The following are descriptions of several motion management research projects that our medical physicists are currently pursuing:
Evaluating the performance of the optical surface imaging systems (Jacqmin)
Optical surface imaging systems like AlignRT and the Varian Optical Surface Monitoring System (OSMS) are often used for monitoring patients during frameless stereotactic radiosurgery (SRS). This type of radiotherapy procedure demands sub-millimeter accuracy from the system in order to verify that the patient is within allowable treatment margins during treatment. Optical surface imaging systems are known to exhibit spatial drift during warm-up of the equipment. We investigated the spatial drift of the OSMS system, and our work shows that different warm-up scenarios produce different spatial drift behavior. As a result of this work, we know how to eliminate spatial drift so that it can be used for frameless SRS.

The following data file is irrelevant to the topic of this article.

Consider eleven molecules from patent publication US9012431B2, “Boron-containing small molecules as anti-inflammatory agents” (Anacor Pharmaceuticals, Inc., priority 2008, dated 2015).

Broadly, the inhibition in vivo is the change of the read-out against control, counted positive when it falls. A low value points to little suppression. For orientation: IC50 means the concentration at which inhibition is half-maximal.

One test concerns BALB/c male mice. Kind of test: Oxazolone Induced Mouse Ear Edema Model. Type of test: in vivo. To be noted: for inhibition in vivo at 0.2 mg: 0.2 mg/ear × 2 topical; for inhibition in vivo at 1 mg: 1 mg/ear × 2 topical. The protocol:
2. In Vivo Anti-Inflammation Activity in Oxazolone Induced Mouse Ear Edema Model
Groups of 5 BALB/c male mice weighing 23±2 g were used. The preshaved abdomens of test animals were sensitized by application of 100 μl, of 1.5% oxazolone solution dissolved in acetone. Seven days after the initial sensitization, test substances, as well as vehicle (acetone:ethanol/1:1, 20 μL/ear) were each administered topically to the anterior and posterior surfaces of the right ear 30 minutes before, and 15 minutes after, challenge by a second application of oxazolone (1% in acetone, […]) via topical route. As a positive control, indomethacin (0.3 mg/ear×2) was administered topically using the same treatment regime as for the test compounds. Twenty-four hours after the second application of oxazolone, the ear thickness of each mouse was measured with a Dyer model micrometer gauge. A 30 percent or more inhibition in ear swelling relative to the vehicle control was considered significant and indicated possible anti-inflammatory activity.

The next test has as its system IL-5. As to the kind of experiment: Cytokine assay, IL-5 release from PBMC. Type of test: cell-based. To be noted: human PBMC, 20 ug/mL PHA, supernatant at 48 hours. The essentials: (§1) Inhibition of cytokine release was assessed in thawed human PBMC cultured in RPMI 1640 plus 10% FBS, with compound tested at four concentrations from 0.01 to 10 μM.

Tomotherapy Motion Compensation (Bayouth)
Tumor and normal tissue motion during respiration creates many unique challenges in radiation therapy planning and treatment delivery. Most strategies to account for this motion assume the patient’s breathing pattern remains consistent during the entire course of treatment, which may be as long as eight weeks. Unfortunately, humans do not breath as consistently as mechanical phantoms that medical physicists like to use to simulate this behavior. The image below shows variation in tumor position during normal respiration. Note that the tumor motion is large (nearly 10 mm) but also changes substantially from one breath to the next.
Consequently, we require more sophisticated techniques for managing respiratory motion. Through collaborative research with Accuray, Inc., we intend to develop and validate a motion compensation system on the Tomotherapy delivery platform.